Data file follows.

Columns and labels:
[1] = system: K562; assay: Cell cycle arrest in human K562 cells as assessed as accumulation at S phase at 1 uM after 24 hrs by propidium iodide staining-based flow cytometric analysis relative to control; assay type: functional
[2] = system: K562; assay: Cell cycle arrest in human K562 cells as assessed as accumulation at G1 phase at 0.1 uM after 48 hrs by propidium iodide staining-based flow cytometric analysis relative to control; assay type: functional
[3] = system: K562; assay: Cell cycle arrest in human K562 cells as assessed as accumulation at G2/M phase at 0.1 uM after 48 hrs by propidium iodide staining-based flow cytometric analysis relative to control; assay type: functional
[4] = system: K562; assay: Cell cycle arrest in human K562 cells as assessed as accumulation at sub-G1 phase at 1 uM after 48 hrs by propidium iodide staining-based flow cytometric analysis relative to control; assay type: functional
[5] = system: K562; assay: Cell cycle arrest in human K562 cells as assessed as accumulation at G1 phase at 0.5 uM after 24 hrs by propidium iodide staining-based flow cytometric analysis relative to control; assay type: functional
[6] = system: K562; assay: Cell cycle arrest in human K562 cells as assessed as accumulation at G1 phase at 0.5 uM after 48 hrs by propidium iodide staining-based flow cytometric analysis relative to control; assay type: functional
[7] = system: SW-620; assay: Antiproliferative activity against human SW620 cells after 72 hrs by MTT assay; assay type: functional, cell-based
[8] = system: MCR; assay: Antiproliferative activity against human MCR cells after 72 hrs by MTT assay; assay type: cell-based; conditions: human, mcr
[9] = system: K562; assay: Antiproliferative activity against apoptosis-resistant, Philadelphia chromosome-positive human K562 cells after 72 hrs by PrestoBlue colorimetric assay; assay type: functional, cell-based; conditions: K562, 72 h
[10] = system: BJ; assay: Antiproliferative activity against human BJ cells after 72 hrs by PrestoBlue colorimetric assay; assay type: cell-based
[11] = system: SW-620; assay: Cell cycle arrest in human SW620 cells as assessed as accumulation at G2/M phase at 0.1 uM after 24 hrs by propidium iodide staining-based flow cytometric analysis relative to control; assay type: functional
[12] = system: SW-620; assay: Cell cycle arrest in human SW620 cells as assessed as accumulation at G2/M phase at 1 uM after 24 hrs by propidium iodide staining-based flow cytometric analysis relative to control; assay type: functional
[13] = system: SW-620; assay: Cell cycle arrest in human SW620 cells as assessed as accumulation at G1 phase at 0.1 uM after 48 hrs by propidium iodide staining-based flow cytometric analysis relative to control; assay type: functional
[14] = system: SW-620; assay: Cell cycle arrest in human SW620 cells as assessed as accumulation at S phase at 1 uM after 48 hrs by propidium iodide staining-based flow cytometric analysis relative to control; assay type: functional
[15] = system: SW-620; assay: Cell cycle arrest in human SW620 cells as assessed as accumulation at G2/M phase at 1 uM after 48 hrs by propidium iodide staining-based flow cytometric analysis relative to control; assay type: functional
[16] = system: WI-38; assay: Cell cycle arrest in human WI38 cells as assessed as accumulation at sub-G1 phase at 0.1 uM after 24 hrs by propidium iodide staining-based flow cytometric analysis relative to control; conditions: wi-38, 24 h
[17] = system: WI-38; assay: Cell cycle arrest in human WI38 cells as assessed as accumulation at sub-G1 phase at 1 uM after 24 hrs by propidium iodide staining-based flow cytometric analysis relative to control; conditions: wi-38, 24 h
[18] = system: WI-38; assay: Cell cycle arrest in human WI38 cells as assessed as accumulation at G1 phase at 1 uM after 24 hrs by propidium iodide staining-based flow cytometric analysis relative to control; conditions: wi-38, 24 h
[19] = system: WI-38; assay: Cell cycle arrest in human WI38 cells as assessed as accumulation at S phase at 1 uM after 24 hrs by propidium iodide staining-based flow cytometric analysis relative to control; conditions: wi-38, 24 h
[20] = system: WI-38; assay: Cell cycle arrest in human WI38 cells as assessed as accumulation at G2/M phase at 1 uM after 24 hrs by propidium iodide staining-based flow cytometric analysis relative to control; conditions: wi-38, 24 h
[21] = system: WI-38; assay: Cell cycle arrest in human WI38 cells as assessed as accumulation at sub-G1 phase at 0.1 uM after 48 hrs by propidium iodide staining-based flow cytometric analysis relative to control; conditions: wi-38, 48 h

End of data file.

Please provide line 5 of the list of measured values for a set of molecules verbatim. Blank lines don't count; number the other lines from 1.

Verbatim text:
[4] = system: K562; assay: Cell cycle arrest in human K562 cells as assessed as accumulation at sub-G1 phase at 1 uM after 48 hrs by propidium iodide staining-based flow cytometric analysis relative to control; assay type: functional